The No Child Left Behind Act is up for reauthorization, and it is about time. When it was first passed in 2001, proponents of NCLB said it would introduce high standards for achievement and accountability to under-performing teachers and schools. George Bush even came out with one of the best one-liners of his career: “We are challenging the soft bigotry of low expectations.”
Well, that’s all well and good in theory, but after teaching at an at-risk, Title I school for the last two years, I’m here to tell you what virtually every public school teacher will tell you: NCLB simply does not work.
NCLB’s stated purpose is to hold teachers and schools accountable. This was supposed to be accomplished by implementing standardized testing with high stakes: goals are set from the beginning of the year for what level the students need to improve by, and if they do not by the end, they become a “Needs Improvement” school. Next year, the bar climbs higher, and the charade continues.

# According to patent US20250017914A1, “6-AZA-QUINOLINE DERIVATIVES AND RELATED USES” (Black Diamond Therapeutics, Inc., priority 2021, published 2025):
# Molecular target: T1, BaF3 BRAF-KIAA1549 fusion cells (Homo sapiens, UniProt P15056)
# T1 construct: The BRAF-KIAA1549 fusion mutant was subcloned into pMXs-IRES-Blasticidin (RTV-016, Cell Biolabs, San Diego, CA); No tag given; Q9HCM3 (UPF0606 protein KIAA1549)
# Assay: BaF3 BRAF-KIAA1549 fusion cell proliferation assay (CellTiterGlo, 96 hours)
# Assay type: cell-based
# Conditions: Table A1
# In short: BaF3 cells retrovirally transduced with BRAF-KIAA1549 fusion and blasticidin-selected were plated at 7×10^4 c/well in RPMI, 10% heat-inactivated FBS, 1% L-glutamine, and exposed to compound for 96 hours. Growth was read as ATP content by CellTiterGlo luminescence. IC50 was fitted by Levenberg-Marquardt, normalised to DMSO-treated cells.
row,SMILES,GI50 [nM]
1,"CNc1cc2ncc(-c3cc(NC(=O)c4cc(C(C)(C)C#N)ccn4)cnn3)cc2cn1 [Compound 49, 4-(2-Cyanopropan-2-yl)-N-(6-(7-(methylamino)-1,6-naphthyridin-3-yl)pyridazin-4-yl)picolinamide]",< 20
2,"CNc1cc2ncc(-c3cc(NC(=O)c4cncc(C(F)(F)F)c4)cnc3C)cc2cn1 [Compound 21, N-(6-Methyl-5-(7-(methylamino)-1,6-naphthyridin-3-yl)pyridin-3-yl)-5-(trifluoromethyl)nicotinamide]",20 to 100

At my school last year, we raised our scores approximately 15% in reading and math–yet we still fell 4% short of the goal. Too bad for us–whether you fall short by 4% or 19%, the law makes no distinction in how to proceed. Today, we are a “Year 5 Needs Improvement School” which means that for 5 years we have failed to meet the lofty standards of No Child’s Behind Left Untested.
To those who still believe that high stakes testing is an effective way to motivate teachers, schools and students to academic success, I challenge you to talk to a teacher at a Title I school before you get too set in this point of view. Or, call one of your favorite teachers from back in the day, and get her or his perspective. If everyone on all sides of this issue actually listened to the input of real teachers, wouldn’t public education be better off in the long run.